In-person – but not too close – prom to be held in Concord

  • Concord High School seniors and their dates attend prom Thursday night at the Grappone Conference Center in Concord, June 16, 2016. (ELIZABETH FRANTZ / Monitor staff) Elizabeth Frantz

Monitor staff
Published: 3/5/2021 1:55:26 PM

The Concord High School prom may be a “masked ball” this year but it’s happening, with the support of administrators and careful planning of student volunteers.

The Concord School Board meeting unanimously approved a plan this week for an in-person prom that was presented by CHS class of 2021 officers. The class officers developed the plan, which aims to keep the event as regulated as possible for COVID-19 safety.

“We have spent hours working through this plan as a team, as you can see by the setups we’ve put in all of the spaces,” said Niyanta Nepal, president of the class of 2021. “We are really hopeful and made it our top priority to make sure this is feasible and safe for anybody in the community.”

The plan takes the three core elements of CHS’s typical prom – the parade, the dining and the dancing – and adapts them to the COVID era.

The event will happen at Concord High School this year, instead of the usual Grappone Conference Center, which the class officers say allows for easier control of the space. Attendance will be limited only to CHS seniors and chaperones, with required masks and social distancing to discourage spread of the coronavirus. Guests and parents will not be allowed.

The usual prom parade, where students walk past crowds of family and friends in their tuxedos and gowns, will happen outside the high school building, and be livestreamed on ConcordTV. The district is still discussing whether or not to create roped off sections where parents can watch in person.

Employee chaperones will be screening students before they enter the event, checking names to make sure only Concord High seniors are in attendance, taking temperatures and asking about health symptoms.

Once inside, dining spaces will be spread across the third floor of both the East and West school buildings, with six-person tables spread throughout the area. Students will sit in pairs with the person they chose to attend prom with, six feet apart from other couples. There will be two food stations to prevent overcrowding.

After eating, the students will move to one of three dancing spaces: the gym, the student center, or the Commons A learning space, with a different DJ set in each space. No slow music will be played, to discourage close dancing.

A chaperone would be stationed in each room, monitoring the numbers of students present and making sure no room gets overcrowded. Three police officers and a nurse will be in attendance.

“This group has put so much time and effort and thought into how we can do this safely, I do feel very strongly that we will have no problem getting enough chaperones,” said Lisa Lamb, administrative assistant and senior class co-advisor. “Teachers – anyone in the building – wants to see these kids be able to celebrate their senior year.”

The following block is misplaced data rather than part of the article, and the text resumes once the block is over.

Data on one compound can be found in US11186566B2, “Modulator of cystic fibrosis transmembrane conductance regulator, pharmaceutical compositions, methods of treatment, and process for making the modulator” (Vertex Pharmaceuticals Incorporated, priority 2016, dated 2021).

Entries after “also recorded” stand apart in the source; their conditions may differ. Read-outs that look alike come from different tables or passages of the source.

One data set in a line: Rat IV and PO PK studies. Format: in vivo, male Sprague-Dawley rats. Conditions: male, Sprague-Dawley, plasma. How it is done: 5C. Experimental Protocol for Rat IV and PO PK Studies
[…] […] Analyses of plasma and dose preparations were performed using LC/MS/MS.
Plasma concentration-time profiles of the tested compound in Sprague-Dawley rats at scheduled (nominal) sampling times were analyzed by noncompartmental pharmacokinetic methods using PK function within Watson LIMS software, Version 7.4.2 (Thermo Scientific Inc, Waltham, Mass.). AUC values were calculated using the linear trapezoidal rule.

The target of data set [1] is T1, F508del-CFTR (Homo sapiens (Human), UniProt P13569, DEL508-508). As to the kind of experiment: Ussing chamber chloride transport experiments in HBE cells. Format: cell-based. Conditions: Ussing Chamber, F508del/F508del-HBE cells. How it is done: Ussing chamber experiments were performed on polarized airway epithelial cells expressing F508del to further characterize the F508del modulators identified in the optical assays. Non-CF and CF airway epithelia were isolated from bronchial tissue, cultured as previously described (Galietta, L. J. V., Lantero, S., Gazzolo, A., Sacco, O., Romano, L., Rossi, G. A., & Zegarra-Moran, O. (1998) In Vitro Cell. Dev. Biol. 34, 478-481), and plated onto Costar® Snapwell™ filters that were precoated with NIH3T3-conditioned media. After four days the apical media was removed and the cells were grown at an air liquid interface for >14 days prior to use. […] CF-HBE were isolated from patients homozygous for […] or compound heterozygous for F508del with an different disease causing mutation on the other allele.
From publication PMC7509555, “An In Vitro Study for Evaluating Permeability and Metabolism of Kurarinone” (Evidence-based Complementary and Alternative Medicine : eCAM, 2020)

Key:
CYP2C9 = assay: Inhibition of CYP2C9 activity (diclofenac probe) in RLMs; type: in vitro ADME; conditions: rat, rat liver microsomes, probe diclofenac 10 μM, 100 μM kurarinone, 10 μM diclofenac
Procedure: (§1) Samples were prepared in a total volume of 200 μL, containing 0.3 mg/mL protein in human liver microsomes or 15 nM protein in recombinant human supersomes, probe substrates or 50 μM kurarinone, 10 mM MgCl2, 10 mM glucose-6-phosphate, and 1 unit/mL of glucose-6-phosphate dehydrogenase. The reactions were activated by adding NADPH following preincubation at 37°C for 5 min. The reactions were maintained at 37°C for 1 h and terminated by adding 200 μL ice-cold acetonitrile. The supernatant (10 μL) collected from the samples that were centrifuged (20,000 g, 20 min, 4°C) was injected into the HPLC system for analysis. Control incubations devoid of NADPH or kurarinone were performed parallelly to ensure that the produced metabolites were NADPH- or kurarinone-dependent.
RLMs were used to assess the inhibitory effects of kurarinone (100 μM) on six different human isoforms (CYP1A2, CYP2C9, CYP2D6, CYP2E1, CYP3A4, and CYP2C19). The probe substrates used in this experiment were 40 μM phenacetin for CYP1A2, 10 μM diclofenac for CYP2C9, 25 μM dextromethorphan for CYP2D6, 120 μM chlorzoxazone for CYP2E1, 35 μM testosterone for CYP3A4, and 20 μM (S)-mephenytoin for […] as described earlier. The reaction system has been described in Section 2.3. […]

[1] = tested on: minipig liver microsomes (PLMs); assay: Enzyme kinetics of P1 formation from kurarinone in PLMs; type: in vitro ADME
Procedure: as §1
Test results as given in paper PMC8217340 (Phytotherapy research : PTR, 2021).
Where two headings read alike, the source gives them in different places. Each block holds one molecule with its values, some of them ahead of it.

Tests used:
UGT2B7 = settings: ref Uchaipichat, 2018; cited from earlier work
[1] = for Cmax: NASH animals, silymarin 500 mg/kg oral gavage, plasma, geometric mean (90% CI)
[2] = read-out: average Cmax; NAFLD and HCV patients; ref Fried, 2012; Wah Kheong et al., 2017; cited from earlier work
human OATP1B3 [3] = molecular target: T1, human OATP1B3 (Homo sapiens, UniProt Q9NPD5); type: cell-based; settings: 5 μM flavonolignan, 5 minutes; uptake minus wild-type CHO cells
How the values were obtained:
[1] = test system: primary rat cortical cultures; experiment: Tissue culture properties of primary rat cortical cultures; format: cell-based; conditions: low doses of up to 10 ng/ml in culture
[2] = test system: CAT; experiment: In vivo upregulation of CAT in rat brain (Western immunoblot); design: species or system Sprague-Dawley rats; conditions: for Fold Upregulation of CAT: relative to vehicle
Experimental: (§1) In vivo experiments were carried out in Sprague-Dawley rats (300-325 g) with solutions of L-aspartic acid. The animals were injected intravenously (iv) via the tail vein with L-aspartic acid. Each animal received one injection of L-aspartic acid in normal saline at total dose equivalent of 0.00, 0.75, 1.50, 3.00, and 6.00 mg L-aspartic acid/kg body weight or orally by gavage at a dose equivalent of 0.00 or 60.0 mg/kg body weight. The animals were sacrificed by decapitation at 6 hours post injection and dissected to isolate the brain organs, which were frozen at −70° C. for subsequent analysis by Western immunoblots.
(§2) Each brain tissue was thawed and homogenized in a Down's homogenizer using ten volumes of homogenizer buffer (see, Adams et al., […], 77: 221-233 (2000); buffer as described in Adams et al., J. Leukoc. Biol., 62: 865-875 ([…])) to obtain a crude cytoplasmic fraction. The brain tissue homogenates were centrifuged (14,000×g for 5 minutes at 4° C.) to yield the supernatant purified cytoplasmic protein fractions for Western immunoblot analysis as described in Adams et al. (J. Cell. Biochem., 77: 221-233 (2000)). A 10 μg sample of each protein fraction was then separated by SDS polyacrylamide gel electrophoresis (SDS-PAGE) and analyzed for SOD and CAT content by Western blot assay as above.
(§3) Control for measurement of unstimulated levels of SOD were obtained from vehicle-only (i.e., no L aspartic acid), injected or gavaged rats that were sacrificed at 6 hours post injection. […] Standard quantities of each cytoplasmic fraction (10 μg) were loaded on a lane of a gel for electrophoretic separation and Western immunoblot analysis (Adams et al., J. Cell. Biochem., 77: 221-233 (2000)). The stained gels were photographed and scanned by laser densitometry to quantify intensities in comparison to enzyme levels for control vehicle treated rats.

Much of the event’s success will ride on student willingness to comply with regulations.

To be allowed at prom, seniors must self-isolate and assess themselves for symptoms during the two weeks leading up to the event. Anyone who displays symptoms, has been in contact with someone with COVID-19 or has traveled out-of-state during the 14 days prior to the event will not be allowed. Students and their parents will sign an acknowledgement form stating they will follow the expectations.

“Having a prom and regulating it in all the ways that we’re trying to do partially avoids kids trying to do it on their own and having big parties to try and supplement their own prom,” said Neil Shea, a class of 2021 representative. “In that way, I think we avoid having a bunch of people doing a prom before graduation that isn’t regulated.”

Despite the strict protocols, the class officers said students are already so excited about the possibility of a prom that some have already started shopping for dresses, even before the plan was approved.

“The idea of having a prom has already spread through CHS as a community,” said Aidan Gleason, vice president of the class of 2021. “This is the only thing they’ve had to look forward to this entire year, so the idea of having this is just sparking so much joy throughout the community.”

The students have also been talking about organizing a type of remote option for students who don’t feel comfortable attending in person due to the pandemic.

Principal Michael Reardon said the plan had his “complete support,” and interim Superintendent Kathleen Murphy agreed.

“I’ve been completely overwhelmed by the thoughtfulness and attention to detail that these four class officers have had,” Reardon said.

Prom is currently scheduled for June 17.




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